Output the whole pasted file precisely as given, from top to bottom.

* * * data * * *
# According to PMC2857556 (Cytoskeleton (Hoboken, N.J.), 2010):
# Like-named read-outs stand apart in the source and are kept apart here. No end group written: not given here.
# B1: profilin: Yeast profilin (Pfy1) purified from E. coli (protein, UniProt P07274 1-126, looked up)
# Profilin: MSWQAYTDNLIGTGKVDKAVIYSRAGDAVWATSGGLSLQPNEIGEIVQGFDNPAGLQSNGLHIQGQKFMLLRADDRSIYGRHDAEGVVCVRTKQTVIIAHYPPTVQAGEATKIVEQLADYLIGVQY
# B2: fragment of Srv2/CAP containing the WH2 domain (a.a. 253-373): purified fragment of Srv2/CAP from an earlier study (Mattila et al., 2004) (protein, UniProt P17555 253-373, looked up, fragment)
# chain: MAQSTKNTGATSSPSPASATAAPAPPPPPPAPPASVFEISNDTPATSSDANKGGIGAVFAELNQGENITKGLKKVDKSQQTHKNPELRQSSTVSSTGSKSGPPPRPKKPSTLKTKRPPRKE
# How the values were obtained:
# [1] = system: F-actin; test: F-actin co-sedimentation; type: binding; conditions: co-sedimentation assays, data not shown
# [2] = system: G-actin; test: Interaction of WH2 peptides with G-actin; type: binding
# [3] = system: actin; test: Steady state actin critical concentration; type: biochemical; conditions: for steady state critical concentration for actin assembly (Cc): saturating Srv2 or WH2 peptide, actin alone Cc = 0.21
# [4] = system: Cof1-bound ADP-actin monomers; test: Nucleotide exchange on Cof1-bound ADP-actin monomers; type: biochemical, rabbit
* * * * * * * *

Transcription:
# According to PMC2857556 (Cytoskeleton (Hoboken, N.J.), 2010):
# Like-named read-outs stand apart in the source and are kept apart here. No end group written: not given here.
# B1: profilin: Yeast profilin (Pfy1) purified from E. coli (protein, UniProt P07274 1-126, looked up)
# Profilin: MSWQAYTDNLIGTGKVDKAVIYSRAGDAVWATSGGLSLQPNEIGEIVQGFDNPAGLQSNGLHIQGQKFMLLRADDRSIYGRHDAEGVVCVRTKQTVIIAHYPPTVQAGEATKIVEQLADYLIGVQY
# B2: fragment of Srv2/CAP containing the WH2 domain (a.a. 253-373): purified fragment of Srv2/CAP from an earlier study (Mattila et al., 2004) (protein, UniProt P17555 253-373, looked up, fragment)
# chain: MAQSTKNTGATSSPSPASATAAPAPPPPPPAPPASVFEISNDTPATSSDANKGGIGAVFAELNQGENITKGLKKVDKSQQTHKNPELRQSSTVSSTGSKSGPPPRPKKPSTLKTKRPPRKE
# How the values were obtained:
# [1] = system: F-actin; test: F-actin co-sedimentation; type: binding; conditions: co-sedimentation assays, data not shown
# [2] = system: G-actin; test: Interaction of WH2 peptides with G-actin; type: binding
# [3] = system: actin; test: Steady state actin critical concentration; type: biochemical; conditions: for steady state critical concentration for actin assembly (Cc): saturating Srv2 or WH2 peptide, actin alone Cc = 0.21
# [4] = system: Cof1-bound ADP-actin monomers; test: Nucleotide exchange on Cof1-bound ADP-actin monomers; type: biochemical, rabbit